Abstraction Augmented Markov Models

Description:

Article discussing the abstraction augmented Markov models.

Creator(s):
Creation Date: December 2010
Partner(s):
UNT College of Engineering
Collection(s):
UNT Scholarly Works
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Total Uses: 32
Past 30 days: 1
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Creator (Author):
Caragea, Cornelia

University of North Texas; Iowa State University

Creator (Author):
Silvescu, Adrian

Iowa State University

Creator (Author):
Caragea, Doina

Kansas State University

Creator (Author):
Honavar, Vasant

Iowa State University

Publisher Info:
Place of Publication: [New York, New York]
Date(s):
  • Creation: December 2010
Description:

Article discussing the abstraction augmented Markov models.

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Abstract: High accuracy sequence classification often requires the use of higher order Markov models (MMs). However, the number of MM parameters increases exponentially with the range of direct dependencies between sequence elements, thereby increasing the risk of overfitting when the data set is limited in size. We present abstraction augmented Markov models (AAMMs) that effectively reduce the number of numeric parameters of kᵗʰ order MMs by successively grouping strings of length k (i.e., k-grams) into abstraction hierarchies. We evaluate AAMMs on three protein subcellular localization prediction tasks. The results of our experiments show that abstraction makes it possible to construct predictive models that use significantly smaller number of features (by one to three orders of magnitude) as compared to MMs. AAMMs are competitive with and, in some cases, significantly outperform MMs. Moreover, the results show that AAMMs often perform significantly better than variable order Markov models, such as decomposed context tree weighting, prediction by partial match, and probabilistic suffix trees.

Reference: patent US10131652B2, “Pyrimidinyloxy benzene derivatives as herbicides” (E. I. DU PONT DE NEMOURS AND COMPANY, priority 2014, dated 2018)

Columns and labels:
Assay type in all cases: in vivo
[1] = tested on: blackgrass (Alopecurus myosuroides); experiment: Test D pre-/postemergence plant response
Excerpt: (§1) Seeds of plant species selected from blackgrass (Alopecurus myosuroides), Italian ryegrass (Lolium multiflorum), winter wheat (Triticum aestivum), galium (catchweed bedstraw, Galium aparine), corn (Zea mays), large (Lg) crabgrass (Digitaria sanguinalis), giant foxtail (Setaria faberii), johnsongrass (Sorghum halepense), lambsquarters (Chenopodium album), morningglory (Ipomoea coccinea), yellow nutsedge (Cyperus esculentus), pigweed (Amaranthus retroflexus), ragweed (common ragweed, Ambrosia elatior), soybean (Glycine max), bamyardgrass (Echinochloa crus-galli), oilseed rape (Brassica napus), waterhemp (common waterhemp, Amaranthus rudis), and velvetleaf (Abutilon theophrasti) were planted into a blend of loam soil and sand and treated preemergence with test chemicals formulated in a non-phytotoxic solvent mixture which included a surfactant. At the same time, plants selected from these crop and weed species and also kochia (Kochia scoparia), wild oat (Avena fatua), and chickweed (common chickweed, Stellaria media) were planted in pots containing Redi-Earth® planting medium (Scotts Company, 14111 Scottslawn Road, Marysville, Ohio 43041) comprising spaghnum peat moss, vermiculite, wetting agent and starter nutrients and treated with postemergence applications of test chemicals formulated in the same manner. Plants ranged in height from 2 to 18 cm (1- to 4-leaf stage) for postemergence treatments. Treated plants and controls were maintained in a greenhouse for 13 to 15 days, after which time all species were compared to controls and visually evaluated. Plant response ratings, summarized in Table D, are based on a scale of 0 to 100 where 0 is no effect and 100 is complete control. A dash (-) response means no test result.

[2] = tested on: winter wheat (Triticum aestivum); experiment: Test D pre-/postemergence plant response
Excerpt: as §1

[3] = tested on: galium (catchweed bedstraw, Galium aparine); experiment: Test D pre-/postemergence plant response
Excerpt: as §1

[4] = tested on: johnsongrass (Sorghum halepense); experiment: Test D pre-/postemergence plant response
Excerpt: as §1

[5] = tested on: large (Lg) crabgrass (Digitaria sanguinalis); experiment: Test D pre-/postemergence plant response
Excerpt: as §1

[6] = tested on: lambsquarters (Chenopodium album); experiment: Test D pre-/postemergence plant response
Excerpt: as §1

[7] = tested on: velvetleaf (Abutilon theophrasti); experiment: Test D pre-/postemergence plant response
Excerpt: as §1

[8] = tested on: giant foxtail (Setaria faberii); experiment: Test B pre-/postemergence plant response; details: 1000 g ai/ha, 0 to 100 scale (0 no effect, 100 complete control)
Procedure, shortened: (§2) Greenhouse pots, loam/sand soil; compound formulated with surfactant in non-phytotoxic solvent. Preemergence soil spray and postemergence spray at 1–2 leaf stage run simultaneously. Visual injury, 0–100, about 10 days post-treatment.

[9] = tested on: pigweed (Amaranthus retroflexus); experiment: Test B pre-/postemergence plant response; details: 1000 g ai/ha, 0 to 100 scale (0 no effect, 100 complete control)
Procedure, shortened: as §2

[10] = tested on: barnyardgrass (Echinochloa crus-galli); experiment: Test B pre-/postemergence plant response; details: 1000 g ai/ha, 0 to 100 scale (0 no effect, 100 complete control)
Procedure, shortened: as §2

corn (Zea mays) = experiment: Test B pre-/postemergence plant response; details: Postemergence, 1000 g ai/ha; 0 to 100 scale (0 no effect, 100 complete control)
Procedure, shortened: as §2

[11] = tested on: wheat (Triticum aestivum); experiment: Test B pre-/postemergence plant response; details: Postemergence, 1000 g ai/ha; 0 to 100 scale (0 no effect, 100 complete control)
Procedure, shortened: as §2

Physical Description:

10 p.: ill.

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Subject(s):
Keyword(s): Markov models | abstraction | sequence classification
Source: Proceedings of the Tenth Institute of Electrical and Electronics Engineers (IEEE) International Conference on Data Mining, 2010, Sydney, Australia
Contributor(s):
Partner:
UNT College of Engineering
Collection:
UNT Scholarly Works
Identifier:
  • ARK: ark:/67531/metadc180962
Resource Type: Paper
Format: Text
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Access: Public